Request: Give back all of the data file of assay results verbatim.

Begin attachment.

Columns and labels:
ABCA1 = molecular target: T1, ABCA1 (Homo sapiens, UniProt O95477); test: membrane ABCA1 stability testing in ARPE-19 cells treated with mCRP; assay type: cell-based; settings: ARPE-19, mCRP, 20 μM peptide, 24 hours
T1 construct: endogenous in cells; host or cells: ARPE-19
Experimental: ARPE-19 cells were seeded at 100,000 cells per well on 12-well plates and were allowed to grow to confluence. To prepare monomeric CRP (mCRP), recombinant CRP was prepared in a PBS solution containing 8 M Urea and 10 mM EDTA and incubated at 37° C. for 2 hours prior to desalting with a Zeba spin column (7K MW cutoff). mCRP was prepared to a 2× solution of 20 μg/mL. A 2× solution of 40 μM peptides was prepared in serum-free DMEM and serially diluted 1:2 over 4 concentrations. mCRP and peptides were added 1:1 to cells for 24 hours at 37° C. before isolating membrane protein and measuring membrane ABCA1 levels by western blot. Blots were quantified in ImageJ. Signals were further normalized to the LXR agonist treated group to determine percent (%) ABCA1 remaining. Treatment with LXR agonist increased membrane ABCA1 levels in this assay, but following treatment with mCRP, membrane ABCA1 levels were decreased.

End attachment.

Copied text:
Columns and labels:
ABCA1 = molecular target: T1, ABCA1 (Homo sapiens, UniProt O95477); test: membrane ABCA1 stability testing in ARPE-19 cells treated with mCRP; assay type: cell-based; settings: ARPE-19, mCRP, 20 μM peptide, 24 hours
T1 construct: endogenous in cells; host or cells: ARPE-19
Experimental: ARPE-19 cells were seeded at 100,000 cells per well on 12-well plates and were allowed to grow to confluence. To prepare monomeric CRP (mCRP), recombinant CRP was prepared in a PBS solution containing 8 M Urea and 10 mM EDTA and incubated at 37° C. for 2 hours prior to desalting with a Zeba spin column (7K MW cutoff). mCRP was prepared to a 2× solution of 20 μg/mL. A 2× solution of 40 μM peptides was prepared in serum-free DMEM and serially diluted 1:2 over 4 concentrations. mCRP and peptides were added 1:1 to cells for 24 hours at 37° C. before isolating membrane protein and measuring membrane ABCA1 levels by western blot. Blots were quantified in ImageJ. Signals were further normalized to the LXR agonist treated group to determine percent (%) ABCA1 remaining. Treatment with LXR agonist increased membrane ABCA1 levels in this assay, but following treatment with mCRP, membrane ABCA1 levels were decreased.